What to Expect on Cyber Monday? Sold Out Items.

Decerry Donato

Decerry Donato is a reporter at dot.LA. Prior to that, she was an editorial fellow at the company. Decerry received her bachelor's degree in literary journalism from the University of California, Irvine. She continues to write stories to inform the community about issues or events that take place in the L.A. area. On the weekends, she can be found hiking in the Angeles National forest or sifting through racks at your local thrift store.

Online sopping

Americans are expected to spend a record amount on online shopping this Monday. But inventory shortages caused by global supply chain disruptions could damper the holiday cheer.


Adobe Analytics, which monitors holiday shopping, expects Americans to spend more on the digital holiday than even Black Friday. But they are likely to see many items out of stock. On the top of the list of items expected to be sold out: apparel, electronics, sporting goods and products for young children.

Adobe estimates Americans will spend $11.3 billion over an average of 12 hours accumulated shopping per customer this season.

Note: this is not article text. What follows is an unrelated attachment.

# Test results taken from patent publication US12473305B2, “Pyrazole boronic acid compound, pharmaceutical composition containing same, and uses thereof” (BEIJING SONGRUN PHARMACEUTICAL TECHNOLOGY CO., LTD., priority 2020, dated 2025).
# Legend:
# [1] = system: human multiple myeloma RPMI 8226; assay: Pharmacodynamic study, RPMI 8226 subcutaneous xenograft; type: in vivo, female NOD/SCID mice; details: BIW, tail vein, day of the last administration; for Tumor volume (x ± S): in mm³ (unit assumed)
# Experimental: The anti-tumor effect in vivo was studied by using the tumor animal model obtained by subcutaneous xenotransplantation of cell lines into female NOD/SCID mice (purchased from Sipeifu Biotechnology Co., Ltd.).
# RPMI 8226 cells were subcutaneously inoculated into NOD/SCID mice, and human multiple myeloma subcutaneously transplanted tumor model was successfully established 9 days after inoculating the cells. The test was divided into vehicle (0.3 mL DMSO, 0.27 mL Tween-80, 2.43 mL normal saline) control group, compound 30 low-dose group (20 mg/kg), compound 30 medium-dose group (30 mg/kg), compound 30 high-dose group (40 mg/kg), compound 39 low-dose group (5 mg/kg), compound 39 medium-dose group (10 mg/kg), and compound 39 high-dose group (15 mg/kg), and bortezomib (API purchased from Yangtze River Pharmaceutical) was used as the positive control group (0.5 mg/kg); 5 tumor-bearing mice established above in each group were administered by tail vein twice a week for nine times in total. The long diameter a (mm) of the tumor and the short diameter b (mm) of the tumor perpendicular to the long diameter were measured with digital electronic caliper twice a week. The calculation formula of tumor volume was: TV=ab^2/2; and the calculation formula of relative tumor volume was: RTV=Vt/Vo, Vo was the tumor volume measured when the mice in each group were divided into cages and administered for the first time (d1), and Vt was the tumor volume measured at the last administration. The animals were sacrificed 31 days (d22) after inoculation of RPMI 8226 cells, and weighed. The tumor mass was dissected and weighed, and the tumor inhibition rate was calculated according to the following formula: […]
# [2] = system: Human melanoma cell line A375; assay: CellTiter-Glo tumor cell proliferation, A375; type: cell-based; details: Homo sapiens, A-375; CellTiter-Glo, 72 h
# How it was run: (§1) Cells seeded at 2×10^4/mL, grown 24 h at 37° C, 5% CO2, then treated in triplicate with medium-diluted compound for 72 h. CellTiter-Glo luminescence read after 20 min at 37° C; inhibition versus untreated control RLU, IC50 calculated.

Hot ticket items to look out for this holiday season are Apple Airpods and Airpods Max, drones, Samsung and LG TVs, air fryers, weighted blankets, instapots, record players, smart mugs and water bottles.

An estimated 62.8 million people plan to shop on Cyber Monday this year, according to a survey conducted by the National Retail Federation.

Malls and other stores started filling early as retailers bumped up their sales ahead of Black Friday. The early shopping has cut into store inventories.

The usual plethora of cheap tech gadgets like laptops, TVs and game consoles has also been harmed by the chip shortages that have reduced supplies.

"Inventory shortages will be very much of a concern, and the bottlenecks and the delays and the high cost will impact the price of products that are in high demand," said Nick Vyas, director of USC's Kendrick Global Supply Chain Management Institute.

He said readily available products will have steep discounts, while items with less inventory are likely to be marked closer to their retail value.

The disruption in the global supply chain will force many Americans who had counted on buying those cheap tech gifts to get creative with their gift-giving. The NRF expects gift card purchases to hit $28.1 billion as shoppers look for more flexible options for presents.

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